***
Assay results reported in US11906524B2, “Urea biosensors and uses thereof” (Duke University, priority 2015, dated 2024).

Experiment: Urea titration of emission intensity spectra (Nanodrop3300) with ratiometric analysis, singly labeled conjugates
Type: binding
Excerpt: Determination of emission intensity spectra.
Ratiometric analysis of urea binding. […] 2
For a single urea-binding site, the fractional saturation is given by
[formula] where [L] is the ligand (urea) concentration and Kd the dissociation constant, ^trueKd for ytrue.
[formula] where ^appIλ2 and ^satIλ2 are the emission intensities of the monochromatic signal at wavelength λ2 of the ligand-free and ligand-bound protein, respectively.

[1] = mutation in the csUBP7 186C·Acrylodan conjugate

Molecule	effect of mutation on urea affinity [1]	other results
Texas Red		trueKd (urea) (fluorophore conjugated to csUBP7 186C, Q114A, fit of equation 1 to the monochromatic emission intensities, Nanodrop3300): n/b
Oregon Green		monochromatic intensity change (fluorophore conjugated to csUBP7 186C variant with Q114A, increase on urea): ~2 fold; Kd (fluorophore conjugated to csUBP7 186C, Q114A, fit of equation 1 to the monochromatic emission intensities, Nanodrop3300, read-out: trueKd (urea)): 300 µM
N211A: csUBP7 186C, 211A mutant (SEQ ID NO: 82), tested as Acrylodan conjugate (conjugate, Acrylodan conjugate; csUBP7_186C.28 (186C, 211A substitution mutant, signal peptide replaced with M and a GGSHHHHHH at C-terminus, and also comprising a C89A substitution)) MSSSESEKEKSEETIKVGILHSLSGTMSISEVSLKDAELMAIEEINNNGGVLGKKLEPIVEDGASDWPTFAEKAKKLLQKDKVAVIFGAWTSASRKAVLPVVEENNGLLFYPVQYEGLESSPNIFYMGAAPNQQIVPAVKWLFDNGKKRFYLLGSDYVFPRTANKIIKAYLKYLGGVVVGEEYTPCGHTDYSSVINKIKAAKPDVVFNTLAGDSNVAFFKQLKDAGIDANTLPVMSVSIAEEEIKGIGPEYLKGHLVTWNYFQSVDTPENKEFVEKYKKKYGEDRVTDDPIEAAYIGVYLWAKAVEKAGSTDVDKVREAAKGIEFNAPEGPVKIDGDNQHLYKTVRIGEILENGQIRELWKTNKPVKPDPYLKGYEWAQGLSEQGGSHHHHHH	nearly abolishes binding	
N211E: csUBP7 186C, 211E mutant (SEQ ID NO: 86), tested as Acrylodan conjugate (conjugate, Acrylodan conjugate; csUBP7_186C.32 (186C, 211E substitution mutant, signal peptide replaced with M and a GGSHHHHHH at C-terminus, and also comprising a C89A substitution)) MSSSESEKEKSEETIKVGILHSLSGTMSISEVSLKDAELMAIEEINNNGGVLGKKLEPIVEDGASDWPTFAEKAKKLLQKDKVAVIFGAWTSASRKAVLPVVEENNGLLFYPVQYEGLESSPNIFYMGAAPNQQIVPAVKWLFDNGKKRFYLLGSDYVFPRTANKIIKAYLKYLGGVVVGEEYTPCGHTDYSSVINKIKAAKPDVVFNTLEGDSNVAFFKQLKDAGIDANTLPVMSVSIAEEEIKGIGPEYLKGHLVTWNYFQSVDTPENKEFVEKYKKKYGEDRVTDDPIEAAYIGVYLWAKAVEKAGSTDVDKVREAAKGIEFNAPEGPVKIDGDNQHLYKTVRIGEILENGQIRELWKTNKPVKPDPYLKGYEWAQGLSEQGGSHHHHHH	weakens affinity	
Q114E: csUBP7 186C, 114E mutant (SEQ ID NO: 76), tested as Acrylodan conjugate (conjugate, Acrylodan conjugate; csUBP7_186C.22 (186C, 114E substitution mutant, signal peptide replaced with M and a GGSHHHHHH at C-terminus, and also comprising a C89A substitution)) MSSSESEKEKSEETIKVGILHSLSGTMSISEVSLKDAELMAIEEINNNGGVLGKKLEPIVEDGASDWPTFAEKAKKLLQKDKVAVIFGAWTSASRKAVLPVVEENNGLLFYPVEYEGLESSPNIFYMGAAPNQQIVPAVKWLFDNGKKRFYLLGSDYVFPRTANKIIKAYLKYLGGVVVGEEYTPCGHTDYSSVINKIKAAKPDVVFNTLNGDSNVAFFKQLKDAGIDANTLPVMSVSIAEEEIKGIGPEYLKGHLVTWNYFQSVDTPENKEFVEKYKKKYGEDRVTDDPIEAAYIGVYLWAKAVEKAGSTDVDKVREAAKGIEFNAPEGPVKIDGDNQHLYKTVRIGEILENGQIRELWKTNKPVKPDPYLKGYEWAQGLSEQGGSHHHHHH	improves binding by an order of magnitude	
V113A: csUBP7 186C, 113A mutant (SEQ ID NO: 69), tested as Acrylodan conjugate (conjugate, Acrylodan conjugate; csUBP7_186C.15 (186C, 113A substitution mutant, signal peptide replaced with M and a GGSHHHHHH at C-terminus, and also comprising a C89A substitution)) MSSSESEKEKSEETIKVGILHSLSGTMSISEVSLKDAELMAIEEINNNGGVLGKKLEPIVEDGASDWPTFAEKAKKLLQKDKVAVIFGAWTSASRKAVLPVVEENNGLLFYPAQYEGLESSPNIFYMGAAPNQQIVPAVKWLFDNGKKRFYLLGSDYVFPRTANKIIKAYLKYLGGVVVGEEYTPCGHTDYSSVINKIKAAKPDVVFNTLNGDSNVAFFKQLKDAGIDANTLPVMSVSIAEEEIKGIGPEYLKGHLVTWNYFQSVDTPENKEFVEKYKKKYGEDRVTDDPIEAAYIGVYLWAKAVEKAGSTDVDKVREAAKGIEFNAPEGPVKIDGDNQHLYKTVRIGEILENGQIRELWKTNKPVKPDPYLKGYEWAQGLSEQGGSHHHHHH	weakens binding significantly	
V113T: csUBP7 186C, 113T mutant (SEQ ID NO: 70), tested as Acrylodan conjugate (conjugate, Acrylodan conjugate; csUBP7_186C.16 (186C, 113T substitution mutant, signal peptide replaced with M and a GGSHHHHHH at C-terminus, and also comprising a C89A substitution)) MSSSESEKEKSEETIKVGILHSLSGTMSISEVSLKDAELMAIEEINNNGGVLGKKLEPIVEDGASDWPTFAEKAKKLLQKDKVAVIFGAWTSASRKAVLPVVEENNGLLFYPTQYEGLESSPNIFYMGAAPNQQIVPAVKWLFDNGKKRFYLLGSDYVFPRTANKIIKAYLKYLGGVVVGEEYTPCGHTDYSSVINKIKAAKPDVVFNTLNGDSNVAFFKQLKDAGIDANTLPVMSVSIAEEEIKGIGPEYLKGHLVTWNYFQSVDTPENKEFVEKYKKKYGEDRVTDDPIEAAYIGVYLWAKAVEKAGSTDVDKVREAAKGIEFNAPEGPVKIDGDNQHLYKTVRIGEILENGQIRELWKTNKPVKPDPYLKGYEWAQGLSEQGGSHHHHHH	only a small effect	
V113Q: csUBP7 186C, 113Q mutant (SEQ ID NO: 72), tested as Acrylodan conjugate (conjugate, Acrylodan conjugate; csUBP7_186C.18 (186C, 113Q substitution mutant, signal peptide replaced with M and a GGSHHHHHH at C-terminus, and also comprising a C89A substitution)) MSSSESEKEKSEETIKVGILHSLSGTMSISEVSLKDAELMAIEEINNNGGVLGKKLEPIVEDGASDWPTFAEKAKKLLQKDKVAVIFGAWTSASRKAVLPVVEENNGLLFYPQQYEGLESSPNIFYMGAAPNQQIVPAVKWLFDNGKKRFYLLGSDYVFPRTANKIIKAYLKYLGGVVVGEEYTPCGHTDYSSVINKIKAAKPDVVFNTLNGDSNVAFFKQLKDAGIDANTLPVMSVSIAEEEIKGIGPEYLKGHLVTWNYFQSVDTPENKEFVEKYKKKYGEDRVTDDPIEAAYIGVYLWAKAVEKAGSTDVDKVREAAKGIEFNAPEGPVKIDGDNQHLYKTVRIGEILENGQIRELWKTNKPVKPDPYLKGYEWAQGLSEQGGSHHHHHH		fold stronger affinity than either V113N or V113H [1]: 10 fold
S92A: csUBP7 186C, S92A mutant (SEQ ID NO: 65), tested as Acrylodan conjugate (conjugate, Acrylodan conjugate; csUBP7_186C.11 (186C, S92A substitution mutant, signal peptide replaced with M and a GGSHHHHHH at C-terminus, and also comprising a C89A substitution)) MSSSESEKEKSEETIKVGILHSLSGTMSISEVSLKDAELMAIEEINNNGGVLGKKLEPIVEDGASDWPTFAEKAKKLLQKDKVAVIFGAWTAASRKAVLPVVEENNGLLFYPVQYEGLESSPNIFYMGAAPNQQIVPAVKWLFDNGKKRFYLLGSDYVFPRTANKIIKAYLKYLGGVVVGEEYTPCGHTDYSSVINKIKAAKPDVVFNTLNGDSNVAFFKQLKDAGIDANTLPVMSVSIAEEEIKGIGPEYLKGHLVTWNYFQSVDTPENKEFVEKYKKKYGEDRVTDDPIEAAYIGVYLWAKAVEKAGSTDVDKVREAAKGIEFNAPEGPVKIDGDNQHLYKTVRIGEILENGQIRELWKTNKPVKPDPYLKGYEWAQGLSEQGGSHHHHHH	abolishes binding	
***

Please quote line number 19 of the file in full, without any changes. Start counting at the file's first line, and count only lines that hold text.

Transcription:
S92A: csUBP7 186C, S92A mutant (SEQ ID NO: 65), tested as Acrylodan conjugate (conjugate, Acrylodan conjugate; csUBP7_186C.11 (186C, S92A substitution mutant, signal peptide replaced with M and a GGSHHHHHH at C-terminus, and also comprising a C89A substitution)) MSSSESEKEKSEETIKVGILHSLSGTMSISEVSLKDAELMAIEEINNNGGVLGKKLEPIVEDGASDWPTFAEKAKKLLQKDKVAVIFGAWTAASRKAVLPVVEENNGLLFYPVQYEGLESSPNIFYMGAAPNQQIVPAVKWLFDNGKKRFYLLGSDYVFPRTANKIIKAYLKYLGGVVVGEEYTPCGHTDYSSVINKIKAAKPDVVFNTLNGDSNVAFFKQLKDAGIDANTLPVMSVSIAEEEIKGIGPEYLKGHLVTWNYFQSVDTPENKEFVEKYKKKYGEDRVTDDPIEAAYIGVYLWAKAVEKAGSTDVDKVREAAKGIEFNAPEGPVKIDGDNQHLYKTVRIGEILENGQIRELWKTNKPVKPDPYLKGYEWAQGLSEQGGSHHHHHH	abolishes binding	